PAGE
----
The chair of a local watchdog group says Saanich should follow Victoria in being more transparent when it comes to salaries of public employees.
“The City of Victoria has brought in the practice of publishing its police chief’s contract, why doesn’t Saanich follow suit?” asked Stan Bartlett, chair of the Grumpy Taxpayer$ of Greater Victoria. “Full transparency around the spending of public money is comforting to the taxpayer.”
He issued this demand after Mayor Richard Atwell had published an opinion piece in which he once again defended the controversial contract of Saanich’s top cop.
Atwell has since responded by saying that Saanich has published the contract of Downie in the press release announcing it.
The public learned last month that Saanich paid Chief Constable Bob Downie $378,791 following his retirement on July 31, only to rehire him as a contractor for two years (plus an option year), with an annual salary of about $222,711 plus benefits, vacation, leaves of absence and expense reimbursements.
The figure of $378,790 includes Downie’s retirement allowance of $126,781 for his 35 years of service and $252,010 in unused banked hours.
News of this arrangement has caused considerable anger and its handling has sparked a perhaps unprecedented public row between Atwell and the other members of council, who questioned both the substance of the contract and its announcement in a letter out sent last week through Saanich’s public relations department.
Atwell has since taken the offensive with his opinion piece, in which he described the arrangement with Downie as “a good deal for taxpayers” that will end up saving them $22,700.
By paying Downie a retirement allowance of $126,781 for his 35 years of service, “taxpayers no longer have to pay the additional [retirement] allowance that would have accumulated over the next three years,” Atwell said.
Bartlett acknowledged these arguments, but reiterated his critique of the contract.
“While all these claims may very well be true, they won’t make Saanich residents feel any better about the generous wage and benefit package given to the chief of police,” said Bartlett. “Most taxpayers believe that when the [Premier] of B.C. earns $200,000 for managing the province, and ministers of entire departments make $150,000, a salary of almost $225,000 for the police chief of a relatively small jurisdiction is excessive.”
While Atwell acknowledged that Saanich’s decision to pay Downie $252,010 in unused banked hours has “upset many residents,” Downie would have inevitably received this amount following his scheduled retirement in 2020, while pointing figures at former mayor Frank Leonard.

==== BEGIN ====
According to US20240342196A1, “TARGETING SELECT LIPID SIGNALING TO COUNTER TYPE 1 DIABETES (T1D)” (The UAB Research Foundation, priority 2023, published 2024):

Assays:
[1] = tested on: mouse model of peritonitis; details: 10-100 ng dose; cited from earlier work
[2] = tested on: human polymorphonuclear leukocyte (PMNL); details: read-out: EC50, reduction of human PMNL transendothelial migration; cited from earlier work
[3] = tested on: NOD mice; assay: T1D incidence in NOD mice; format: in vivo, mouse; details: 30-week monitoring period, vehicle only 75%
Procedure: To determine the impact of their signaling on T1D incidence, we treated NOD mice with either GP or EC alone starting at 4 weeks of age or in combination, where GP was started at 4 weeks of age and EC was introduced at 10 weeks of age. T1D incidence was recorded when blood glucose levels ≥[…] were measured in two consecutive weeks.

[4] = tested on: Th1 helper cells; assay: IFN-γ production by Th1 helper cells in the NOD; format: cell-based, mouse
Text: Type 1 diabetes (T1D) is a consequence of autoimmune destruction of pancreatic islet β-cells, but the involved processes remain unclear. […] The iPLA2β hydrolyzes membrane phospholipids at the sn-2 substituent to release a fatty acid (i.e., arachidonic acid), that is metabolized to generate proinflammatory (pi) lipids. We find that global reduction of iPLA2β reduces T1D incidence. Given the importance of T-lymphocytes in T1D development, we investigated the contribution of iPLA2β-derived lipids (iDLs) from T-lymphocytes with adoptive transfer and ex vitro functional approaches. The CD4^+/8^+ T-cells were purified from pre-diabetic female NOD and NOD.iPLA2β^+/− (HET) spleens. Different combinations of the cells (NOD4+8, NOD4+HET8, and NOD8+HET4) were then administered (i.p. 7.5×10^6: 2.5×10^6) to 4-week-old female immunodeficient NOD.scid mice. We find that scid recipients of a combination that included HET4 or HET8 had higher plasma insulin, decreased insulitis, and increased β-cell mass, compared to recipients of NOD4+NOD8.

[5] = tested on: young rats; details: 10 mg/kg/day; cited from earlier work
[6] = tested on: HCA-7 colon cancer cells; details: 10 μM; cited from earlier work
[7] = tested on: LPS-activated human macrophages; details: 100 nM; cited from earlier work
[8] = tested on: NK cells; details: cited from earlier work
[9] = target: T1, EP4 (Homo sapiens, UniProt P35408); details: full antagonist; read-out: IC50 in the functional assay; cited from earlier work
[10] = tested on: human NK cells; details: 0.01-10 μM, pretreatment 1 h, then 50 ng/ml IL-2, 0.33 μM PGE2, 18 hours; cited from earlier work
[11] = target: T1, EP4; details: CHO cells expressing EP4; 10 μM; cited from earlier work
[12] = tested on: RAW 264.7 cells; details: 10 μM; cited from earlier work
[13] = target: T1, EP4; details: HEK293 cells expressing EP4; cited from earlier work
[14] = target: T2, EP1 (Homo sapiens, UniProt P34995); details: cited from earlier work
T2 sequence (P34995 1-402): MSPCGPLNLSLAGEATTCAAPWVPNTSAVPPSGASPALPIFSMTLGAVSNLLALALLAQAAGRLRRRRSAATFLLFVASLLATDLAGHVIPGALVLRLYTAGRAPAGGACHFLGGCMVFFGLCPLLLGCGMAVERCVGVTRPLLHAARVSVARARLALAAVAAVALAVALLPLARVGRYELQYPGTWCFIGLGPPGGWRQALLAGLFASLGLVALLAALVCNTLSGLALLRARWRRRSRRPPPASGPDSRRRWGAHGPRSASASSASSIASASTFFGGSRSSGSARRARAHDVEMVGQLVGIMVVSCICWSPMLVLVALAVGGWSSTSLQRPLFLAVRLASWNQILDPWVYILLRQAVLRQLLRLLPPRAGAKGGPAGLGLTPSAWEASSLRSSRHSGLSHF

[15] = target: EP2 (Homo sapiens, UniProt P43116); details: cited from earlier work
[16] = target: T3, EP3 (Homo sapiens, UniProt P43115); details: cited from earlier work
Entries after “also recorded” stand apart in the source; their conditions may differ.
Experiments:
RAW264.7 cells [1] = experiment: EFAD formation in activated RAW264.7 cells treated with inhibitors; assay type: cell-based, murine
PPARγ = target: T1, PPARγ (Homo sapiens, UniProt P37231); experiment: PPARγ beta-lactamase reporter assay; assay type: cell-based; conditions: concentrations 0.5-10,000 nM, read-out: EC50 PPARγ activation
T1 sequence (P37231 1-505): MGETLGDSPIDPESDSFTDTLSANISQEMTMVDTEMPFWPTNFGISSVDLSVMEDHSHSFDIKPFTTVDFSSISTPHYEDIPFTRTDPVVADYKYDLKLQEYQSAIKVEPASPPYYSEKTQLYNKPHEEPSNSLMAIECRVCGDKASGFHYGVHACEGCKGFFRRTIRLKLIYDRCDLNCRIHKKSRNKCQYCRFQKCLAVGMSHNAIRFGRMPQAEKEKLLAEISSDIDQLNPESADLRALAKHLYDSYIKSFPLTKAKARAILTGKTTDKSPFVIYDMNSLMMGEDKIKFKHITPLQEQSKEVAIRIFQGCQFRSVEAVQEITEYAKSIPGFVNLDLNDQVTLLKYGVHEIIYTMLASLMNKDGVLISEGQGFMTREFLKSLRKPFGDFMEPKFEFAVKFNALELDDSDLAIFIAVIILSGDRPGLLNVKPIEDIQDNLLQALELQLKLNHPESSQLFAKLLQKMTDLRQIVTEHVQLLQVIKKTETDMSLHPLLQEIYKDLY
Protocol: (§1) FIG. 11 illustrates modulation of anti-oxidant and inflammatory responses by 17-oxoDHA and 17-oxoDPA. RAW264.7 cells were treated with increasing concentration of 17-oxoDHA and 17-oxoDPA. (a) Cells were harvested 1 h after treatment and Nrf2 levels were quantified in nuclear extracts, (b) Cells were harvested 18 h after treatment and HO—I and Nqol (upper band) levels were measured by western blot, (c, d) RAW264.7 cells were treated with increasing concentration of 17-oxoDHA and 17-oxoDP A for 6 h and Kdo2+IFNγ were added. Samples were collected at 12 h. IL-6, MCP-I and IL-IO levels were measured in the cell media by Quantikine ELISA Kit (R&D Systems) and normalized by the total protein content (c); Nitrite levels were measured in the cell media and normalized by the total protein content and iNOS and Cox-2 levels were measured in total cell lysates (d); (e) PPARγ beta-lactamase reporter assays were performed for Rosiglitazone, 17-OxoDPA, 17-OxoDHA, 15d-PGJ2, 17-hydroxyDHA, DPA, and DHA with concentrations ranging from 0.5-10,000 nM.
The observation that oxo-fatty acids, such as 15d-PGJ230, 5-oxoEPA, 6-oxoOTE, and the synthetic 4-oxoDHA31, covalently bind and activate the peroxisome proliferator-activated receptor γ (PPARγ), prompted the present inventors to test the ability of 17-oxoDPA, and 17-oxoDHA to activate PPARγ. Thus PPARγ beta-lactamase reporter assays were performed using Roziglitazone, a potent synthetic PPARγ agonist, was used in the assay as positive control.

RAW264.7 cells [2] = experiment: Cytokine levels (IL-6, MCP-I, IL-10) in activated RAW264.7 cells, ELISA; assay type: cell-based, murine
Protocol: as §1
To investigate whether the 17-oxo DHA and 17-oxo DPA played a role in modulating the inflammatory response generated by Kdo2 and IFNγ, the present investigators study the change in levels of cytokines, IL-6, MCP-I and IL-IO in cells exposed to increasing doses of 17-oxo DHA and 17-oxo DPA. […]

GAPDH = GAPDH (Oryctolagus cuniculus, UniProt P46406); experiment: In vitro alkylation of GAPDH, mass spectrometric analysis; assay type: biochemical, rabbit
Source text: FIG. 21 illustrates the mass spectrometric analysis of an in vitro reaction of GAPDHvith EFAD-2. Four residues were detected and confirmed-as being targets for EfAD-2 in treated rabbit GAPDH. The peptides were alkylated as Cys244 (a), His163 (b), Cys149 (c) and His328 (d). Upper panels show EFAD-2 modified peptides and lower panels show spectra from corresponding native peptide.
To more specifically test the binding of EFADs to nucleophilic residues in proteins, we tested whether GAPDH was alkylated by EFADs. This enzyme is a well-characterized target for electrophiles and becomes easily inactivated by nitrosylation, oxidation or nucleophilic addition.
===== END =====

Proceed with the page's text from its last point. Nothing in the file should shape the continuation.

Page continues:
“These unused hours accumulated during the tenure of the former mayor and until February 2015, when the [police board] effected a new policy to prevent this from recurring,” said Atwell in his opinion piece. “All future chiefs will be subject to contracted limits so these kind of costs no longer surprise taxpayers.”
This situation, in other words, could be a case of Atwell holding the bag for decisions others have made.
“Agreed,” said Bartlett. “While Saanich councillors and residents are directing concerns to Mayor Atwell, it’s important to keep in mind that he’s only the chair [representing] council, and one voice on the seven-member Saanich Police Board.”
Bartlett however is not sure Atwell has done enough to prevent unused hours to accumulate. “It would appear those measures were less than successful,” he said. “The overall pay and benefit package is still excessive in our view.”
Atwell, for his part, has pointed to the policy change concerning unused hours that the board passed in February 2015 to prevent a repeat.
Accordingly, Bartlett is calling on Saanich to lobby the province for salary changes. “Talk to the government about bringing in a provincial pay scale for non union municipal employees,” he said. “Given the province’s finance minister, Carole James, has commissioned what she’s calling a “fiscal sustainability review,” municipal ‘golden parachutes’ are also a worthy focus.”
Bartlett did not want to judge the financial management culture of Saanich and the Saanich Police Board through this episode. “That’s up to your readers to comment on, but judging by the public response to this issue they are certainly keen in getting better value for their tax dollar,” he said.